invalid, but we may want \{ and \}).
  \ is active and used to call macros.
  \macro(arg1,arg2) would turn into \macro{arg1}{arg2}.
We need a way to deal with optional arguments, so we can give an
optional argument telling how to treat each of the arguments
(optional, required, delimited, single-token, etc...)
  \section[*or](short,long) would turn into \section*[short]{long}.

This would fail miserably with AMS and verbatim environments.  Also,
now NOTHING is expandable, so a heck of a lot else would break too...
If you don't want to strictly enforce the \m1 error, then you could
leave \ as an escape character and instead use * or something to call
macros.  Then, some macros would still be expandable, but not many,
since you can't pass multi-token parameters...

This seems like it would be mildly interesting to write, but would
take a few hours and is a bit too morally expensive for me to actually
carry out...  This way leads to the Dark Side.

Cheers,
steve
0
stephenhicks (127)
8/16/2008 10:03:37 PM
Steve Hicks <stephenhicks@gmail.com> writes:

> Indeed, I heartily agree that this is asking for trouble, and so I
> will disclaim the following ramblings as being thoroughly Evil.  But
> as long as { and } are catcoded to 1 and 2, TeX will never have a
> problem with using them for delimiting groups.

\def\barfm#1#2{#1\csname barf#2\endcsname#1}
\def\barfc#1{}
\def\forbidgroups{\expandafter\barfm\expandafter\bgroup\romannumeral
  253100 }
\def\allowgroups{\expandafter\barfm\expandafter\egroup\romannumeral
  253100 }
\def\m#1{\message{#1}}

\forbidgroups
\m{aha}
\allowgroups
{ehe}
\forbidgroups
\m{oho}
{uhu}
\allowgroups
\end

This drops out at {uhu} with a typical TeX engine.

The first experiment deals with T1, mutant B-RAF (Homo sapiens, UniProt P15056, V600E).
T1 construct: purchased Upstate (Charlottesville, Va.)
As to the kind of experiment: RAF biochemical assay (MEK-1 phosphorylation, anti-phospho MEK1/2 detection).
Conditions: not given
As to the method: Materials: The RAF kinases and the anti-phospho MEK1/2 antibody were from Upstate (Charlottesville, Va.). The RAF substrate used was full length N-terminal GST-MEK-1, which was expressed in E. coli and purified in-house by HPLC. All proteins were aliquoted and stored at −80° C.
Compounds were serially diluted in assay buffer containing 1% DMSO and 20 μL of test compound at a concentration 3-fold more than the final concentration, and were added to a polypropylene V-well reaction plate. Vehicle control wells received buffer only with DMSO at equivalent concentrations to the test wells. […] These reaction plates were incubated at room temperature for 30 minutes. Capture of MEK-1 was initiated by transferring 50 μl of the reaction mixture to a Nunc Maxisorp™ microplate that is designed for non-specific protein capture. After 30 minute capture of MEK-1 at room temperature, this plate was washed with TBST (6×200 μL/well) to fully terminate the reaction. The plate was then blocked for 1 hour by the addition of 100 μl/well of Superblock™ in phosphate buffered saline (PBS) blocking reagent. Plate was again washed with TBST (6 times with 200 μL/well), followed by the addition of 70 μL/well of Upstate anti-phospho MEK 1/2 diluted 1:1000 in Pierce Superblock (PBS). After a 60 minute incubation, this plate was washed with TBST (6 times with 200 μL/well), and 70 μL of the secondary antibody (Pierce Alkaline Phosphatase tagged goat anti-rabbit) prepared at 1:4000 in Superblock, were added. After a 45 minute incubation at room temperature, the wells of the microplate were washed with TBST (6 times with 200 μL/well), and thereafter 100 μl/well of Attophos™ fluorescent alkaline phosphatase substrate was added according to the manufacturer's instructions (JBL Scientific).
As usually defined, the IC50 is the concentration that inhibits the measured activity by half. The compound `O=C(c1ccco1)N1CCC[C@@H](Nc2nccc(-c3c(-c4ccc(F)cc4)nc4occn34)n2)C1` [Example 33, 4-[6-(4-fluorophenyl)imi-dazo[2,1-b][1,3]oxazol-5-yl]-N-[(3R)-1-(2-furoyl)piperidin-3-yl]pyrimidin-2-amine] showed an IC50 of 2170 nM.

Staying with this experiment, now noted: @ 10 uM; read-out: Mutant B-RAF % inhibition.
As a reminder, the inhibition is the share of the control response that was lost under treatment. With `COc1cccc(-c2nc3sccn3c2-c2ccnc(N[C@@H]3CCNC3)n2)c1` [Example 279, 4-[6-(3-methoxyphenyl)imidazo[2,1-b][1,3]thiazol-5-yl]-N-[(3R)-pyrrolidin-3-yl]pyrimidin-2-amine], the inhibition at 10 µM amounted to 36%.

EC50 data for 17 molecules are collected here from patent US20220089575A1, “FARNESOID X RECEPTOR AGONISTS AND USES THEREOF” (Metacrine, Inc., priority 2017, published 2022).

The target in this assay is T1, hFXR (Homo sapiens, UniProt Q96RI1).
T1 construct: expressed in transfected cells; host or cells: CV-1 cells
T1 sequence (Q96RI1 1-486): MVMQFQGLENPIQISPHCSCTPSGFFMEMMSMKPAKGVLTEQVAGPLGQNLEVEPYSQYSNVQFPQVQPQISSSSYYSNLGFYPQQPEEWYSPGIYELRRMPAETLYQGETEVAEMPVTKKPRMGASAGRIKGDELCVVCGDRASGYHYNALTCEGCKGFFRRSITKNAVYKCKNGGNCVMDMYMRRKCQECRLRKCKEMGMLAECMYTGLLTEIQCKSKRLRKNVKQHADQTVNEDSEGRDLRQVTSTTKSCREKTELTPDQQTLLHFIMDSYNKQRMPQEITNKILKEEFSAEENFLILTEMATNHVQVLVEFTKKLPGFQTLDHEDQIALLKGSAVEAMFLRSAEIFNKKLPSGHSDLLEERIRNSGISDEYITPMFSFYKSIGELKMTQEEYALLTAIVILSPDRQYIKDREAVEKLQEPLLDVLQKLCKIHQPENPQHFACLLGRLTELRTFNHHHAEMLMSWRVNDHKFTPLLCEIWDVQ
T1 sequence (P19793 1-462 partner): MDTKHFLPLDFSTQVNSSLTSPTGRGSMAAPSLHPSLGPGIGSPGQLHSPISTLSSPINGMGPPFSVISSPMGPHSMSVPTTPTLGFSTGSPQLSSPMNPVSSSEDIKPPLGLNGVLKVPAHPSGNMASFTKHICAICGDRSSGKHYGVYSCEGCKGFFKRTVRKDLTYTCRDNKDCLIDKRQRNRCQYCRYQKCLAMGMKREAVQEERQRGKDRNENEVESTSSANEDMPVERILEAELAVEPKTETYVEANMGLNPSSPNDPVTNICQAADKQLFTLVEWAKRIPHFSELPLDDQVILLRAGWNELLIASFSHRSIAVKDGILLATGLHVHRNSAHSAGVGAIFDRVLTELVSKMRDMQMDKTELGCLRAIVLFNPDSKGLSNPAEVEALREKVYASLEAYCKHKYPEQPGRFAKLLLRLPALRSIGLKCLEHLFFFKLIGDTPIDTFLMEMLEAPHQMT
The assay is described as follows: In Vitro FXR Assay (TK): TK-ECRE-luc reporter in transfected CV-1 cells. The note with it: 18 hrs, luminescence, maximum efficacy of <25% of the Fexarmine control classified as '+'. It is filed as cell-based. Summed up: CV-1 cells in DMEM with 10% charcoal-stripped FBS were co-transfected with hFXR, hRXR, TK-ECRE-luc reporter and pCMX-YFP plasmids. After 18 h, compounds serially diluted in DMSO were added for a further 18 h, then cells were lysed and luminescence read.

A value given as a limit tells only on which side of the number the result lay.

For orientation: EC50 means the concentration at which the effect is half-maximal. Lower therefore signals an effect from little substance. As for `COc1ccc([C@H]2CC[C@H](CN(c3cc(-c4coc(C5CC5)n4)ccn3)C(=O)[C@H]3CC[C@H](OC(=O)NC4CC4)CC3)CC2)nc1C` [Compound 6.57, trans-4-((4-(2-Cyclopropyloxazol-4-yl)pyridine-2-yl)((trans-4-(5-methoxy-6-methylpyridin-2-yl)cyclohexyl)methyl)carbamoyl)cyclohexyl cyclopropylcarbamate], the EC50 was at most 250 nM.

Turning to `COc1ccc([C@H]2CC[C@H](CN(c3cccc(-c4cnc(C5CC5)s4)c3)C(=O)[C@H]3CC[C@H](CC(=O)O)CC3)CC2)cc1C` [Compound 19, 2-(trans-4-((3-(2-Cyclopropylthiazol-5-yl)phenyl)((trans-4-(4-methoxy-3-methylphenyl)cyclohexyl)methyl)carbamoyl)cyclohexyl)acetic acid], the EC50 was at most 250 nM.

-- 
David Kastrup, Kriemhildstr. 15, 44793 Bochum
UKTUG FAQ: <URL:http://www.tex.ac.uk/cgi-bin/texfaq2html>
0
dak (3569)
8/16/2008 10:37:28 PM
amazing!  thanks.

/ivo

On Aug 16, 6:37 pm, David Kastrup <d...@gnu.org> wrote:

> \def\barfm#1#2{#1\csname barf#2\endcsname#1}
> \def\barfc#1{}
> \def\forbidgroups{\expandafter\barfm\expandafter\bgroup\romannumeral
>   253100 }
> \def\allowgroups{\expandafter\barfm\expandafter\egroup\romannumeral
>   253100 }
> \def\m#1{\message{#1}}
>
> \forbidgroups
> \m{aha}
> \allowgroups
> {ehe}
> \forbidgroups
> \m{oho}
> {uhu}
> \allowgroups
> \end
>
> This drops out at {uhu} with a typical TeX engine.
>
> --
> David Kastrup, Kriemhildstr. 15, 44793 Bochum
> UKTUG FAQ: <URL:http://www.tex.ac.uk/cgi-bin/texfaq2html>
0
ivowel (414)
8/17/2008 12:10:11 AM
On Aug 16, 8:10=A0pm, "ivo...@gmail.com" <ivo...@gmail.com> wrote:
> On Aug 16, 6:37 pm, David Kastrup <d...@gnu.org> wrote:
>
> > \def\barfm#1#2{#1\csname barf#2\endcsname#1}
> > \def\barfc#1{}
> > \def\forbidgroups{\expandafter\barfm\expandafter\bgroup\romannumeral
> > =A0 253100 }
> > \def\allowgroups{\expandafter\barfm\expandafter\egroup\romannumeral
> > =A0 253100 }
> > \def\m#1{\message{#1}}
>
> > \forbidgroups
> > \m{aha}
> > \allowgroups
> > {ehe}
> > \forbidgroups